Bury St Edmunds Concert Band trombonist Gary Hawkes fills us in on another thought-provoking Zoom workshop with Litha Efthymiou for Adopt a Music Creator 2020/21.
We’re back on Zoom to meet up with one band representative from each section: trombone, clarinet, trumpet, saxophone, percussion, euphonium, flute and tuba.
Litha told us about a little project she’d like us to complete: three tasks to research, bringing our findings to the workshop in two weeks’ time. Here are her instructions:
1. Investigate three different types of sound you can get from your instrument
2. Talk about 4-8 bars of a piece you really enjoy playing in the band
3. A memory/object to talk through that tells a story, primarily about Bury St Edmunds
For my twisted personality, that’s quite a bit to take in. Task one was blowing my mind a bit. My instrument isn’t in great shape, so why would I want to hit it? Why would I want to make sounds other than notes? That’s the logic bit of me kicking in. I also didn’t want to make up things I wouldn’t do naturally (instinctive). So rather than investigate what I could do with my instrument, I would look at the sounds and think of what I would do.
Here are my three answers to question 1:
a. Breath sounds
b. Sounds from the body of the instrument
c. Mouthpiece sounds
So, breath sounds... there is the ‘note fall/drop’ which I do when I end pieces, usually jazz blues ones. There is the flutter tongue I use very instinctively. Sometimes when warming up, I play and sing at the same time, but not for long as it never sounds great.
Sounds from the body of the instrument? Literally nothing. Honestly, yes, I can tap the brass, but I wouldn’t do that. There’s the sound when my slide closes but that annoys the hell out of me – very noticeable when I do videos! The spinning of my screw bracket that connects the slide to the bell? Yeah, it makes a noise. But I consider none of these things useful or pleasing.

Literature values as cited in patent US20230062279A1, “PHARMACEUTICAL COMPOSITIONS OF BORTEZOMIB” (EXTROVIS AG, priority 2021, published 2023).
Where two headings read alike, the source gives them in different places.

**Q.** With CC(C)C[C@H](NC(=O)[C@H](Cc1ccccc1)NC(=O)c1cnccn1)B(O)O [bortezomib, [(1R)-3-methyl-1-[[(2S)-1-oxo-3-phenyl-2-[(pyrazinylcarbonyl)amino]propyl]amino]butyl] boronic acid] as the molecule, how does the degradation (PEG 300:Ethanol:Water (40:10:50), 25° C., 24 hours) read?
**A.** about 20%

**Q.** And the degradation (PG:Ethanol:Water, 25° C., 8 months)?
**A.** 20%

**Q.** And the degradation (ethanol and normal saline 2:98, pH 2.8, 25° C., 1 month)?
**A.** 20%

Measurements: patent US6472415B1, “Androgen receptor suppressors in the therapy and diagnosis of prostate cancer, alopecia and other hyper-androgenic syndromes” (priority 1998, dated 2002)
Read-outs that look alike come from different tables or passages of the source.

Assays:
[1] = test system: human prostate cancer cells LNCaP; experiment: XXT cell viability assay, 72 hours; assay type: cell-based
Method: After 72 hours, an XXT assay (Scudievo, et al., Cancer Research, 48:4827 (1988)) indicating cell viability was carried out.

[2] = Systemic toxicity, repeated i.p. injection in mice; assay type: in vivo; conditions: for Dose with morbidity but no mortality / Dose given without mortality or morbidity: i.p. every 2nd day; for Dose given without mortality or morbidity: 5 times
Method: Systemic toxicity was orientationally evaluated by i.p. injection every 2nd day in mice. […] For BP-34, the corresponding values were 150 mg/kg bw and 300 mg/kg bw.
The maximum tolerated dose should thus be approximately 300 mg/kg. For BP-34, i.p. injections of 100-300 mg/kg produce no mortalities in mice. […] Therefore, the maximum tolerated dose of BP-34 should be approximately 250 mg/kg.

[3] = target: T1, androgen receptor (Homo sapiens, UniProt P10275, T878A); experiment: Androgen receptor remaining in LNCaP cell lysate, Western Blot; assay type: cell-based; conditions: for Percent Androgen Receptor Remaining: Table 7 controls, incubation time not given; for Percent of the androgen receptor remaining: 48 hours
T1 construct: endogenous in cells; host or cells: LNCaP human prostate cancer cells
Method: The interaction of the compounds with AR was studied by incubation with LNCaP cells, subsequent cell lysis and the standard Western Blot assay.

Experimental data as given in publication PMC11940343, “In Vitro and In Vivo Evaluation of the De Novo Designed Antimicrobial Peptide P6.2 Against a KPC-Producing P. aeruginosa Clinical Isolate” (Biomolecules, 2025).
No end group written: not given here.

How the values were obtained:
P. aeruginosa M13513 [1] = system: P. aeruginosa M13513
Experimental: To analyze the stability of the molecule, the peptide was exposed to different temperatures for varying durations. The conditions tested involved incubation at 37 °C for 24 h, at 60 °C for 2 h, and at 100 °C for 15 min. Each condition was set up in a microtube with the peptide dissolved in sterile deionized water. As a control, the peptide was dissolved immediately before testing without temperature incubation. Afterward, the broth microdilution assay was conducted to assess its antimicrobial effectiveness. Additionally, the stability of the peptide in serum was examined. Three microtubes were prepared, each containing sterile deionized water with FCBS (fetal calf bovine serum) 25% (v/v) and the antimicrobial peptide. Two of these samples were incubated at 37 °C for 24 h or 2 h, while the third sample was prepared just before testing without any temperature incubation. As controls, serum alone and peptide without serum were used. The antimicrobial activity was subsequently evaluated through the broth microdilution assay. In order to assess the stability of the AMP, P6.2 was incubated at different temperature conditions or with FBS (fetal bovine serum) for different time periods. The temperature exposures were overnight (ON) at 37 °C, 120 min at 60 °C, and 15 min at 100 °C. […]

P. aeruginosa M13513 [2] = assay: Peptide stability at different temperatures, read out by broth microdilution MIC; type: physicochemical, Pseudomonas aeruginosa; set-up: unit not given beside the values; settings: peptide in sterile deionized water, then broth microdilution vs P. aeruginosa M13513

Mouthpiece sounds… instantly ‘Flight of the Bumblebee’, my party piece – is it a sound? No, but it gets my tonguing going. There’s my jazz mouthpiece where I cup my hands around it to ‘wah wah’ the notes. Oh, and tapping the mouthpiece makes a noise, usually when I drop it.
For question 2, Amparito Roca instantly springs to mind. I know – jazz, jazz, jazz; blues, blues, blues. Oh, and Spanish marches. It’s a fast march which is in a key that I can only describe as linked to my spine. When that comes out, I instantly want to play it. I never tire of it. The first half of the piece is aggressive and dark, and the second half just turns light, with the same intensity. A real yin and yang. The eight bars will be from the first half.
For question 3, I have no idea. Nothing instinctive is coming to mind, so cheekily I decide to wing it after seeing what everyone else does!
The Adopt a Music Creator project matches vocal and instrumental leisure-time music groups with some of the UK’s most promising music creators to collaborate on creating a new piece of music. The project leads to a premiere performance and possible broadcast. If you’re a music group or music creator and you’d like to take part, find out more